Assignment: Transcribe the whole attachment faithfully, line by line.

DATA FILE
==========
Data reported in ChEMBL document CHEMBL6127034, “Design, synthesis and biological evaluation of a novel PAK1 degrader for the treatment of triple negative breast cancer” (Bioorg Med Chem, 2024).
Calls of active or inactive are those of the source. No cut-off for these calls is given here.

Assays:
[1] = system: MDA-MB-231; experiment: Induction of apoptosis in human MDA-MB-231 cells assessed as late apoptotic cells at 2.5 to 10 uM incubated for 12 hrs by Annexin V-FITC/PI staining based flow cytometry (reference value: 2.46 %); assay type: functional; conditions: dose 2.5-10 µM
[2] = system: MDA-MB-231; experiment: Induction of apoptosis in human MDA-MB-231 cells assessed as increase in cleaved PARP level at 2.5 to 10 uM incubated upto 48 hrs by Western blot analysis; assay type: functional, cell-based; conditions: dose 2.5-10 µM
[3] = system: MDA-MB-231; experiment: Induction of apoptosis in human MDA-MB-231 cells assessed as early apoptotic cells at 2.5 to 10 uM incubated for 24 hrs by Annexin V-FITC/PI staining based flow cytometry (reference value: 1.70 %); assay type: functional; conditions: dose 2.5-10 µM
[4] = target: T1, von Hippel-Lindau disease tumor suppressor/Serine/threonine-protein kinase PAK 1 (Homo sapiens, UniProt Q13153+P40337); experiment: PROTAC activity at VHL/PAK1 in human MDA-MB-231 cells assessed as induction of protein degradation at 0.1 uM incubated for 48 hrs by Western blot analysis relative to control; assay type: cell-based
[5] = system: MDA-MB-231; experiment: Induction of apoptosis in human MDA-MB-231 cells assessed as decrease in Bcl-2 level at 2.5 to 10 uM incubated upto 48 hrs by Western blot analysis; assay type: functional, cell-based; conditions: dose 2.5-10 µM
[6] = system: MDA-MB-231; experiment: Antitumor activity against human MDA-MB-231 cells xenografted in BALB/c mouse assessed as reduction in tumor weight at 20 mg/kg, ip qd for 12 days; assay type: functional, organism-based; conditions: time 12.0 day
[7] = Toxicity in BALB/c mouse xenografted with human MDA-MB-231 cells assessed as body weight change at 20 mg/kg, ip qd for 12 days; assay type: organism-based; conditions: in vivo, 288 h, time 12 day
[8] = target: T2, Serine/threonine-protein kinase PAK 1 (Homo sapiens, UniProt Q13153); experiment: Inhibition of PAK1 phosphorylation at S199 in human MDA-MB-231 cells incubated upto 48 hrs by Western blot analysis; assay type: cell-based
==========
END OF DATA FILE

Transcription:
Data reported in ChEMBL document CHEMBL6127034, “Design, synthesis and biological evaluation of a novel PAK1 degrader for the treatment of triple negative breast cancer” (Bioorg Med Chem, 2024).
Calls of active or inactive are those of the source. No cut-off for these calls is given here.

Assays:
[1] = system: MDA-MB-231; experiment: Induction of apoptosis in human MDA-MB-231 cells assessed as late apoptotic cells at 2.5 to 10 uM incubated for 12 hrs by Annexin V-FITC/PI staining based flow cytometry (reference value: 2.46 %); assay type: functional; conditions: dose 2.5-10 µM
[2] = system: MDA-MB-231; experiment: Induction of apoptosis in human MDA-MB-231 cells assessed as increase in cleaved PARP level at 2.5 to 10 uM incubated upto 48 hrs by Western blot analysis; assay type: functional, cell-based; conditions: dose 2.5-10 µM
[3] = system: MDA-MB-231; experiment: Induction of apoptosis in human MDA-MB-231 cells assessed as early apoptotic cells at 2.5 to 10 uM incubated for 24 hrs by Annexin V-FITC/PI staining based flow cytometry (reference value: 1.70 %); assay type: functional; conditions: dose 2.5-10 µM
[4] = target: T1, von Hippel-Lindau disease tumor suppressor/Serine/threonine-protein kinase PAK 1 (Homo sapiens, UniProt Q13153+P40337); experiment: PROTAC activity at VHL/PAK1 in human MDA-MB-231 cells assessed as induction of protein degradation at 0.1 uM incubated for 48 hrs by Western blot analysis relative to control; assay type: cell-based
[5] = system: MDA-MB-231; experiment: Induction of apoptosis in human MDA-MB-231 cells assessed as decrease in Bcl-2 level at 2.5 to 10 uM incubated upto 48 hrs by Western blot analysis; assay type: functional, cell-based; conditions: dose 2.5-10 µM
[6] = system: MDA-MB-231; experiment: Antitumor activity against human MDA-MB-231 cells xenografted in BALB/c mouse assessed as reduction in tumor weight at 20 mg/kg, ip qd for 12 days; assay type: functional, organism-based; conditions: time 12.0 day
[7] = Toxicity in BALB/c mouse xenografted with human MDA-MB-231 cells assessed as body weight change at 20 mg/kg, ip qd for 12 days; assay type: organism-based; conditions: in vivo, 288 h, time 12 day
[8] = target: T2, Serine/threonine-protein kinase PAK 1 (Homo sapiens, UniProt Q13153); experiment: Inhibition of PAK1 phosphorylation at S199 in human MDA-MB-231 cells incubated upto 48 hrs by Western blot analysis; assay type: cell-based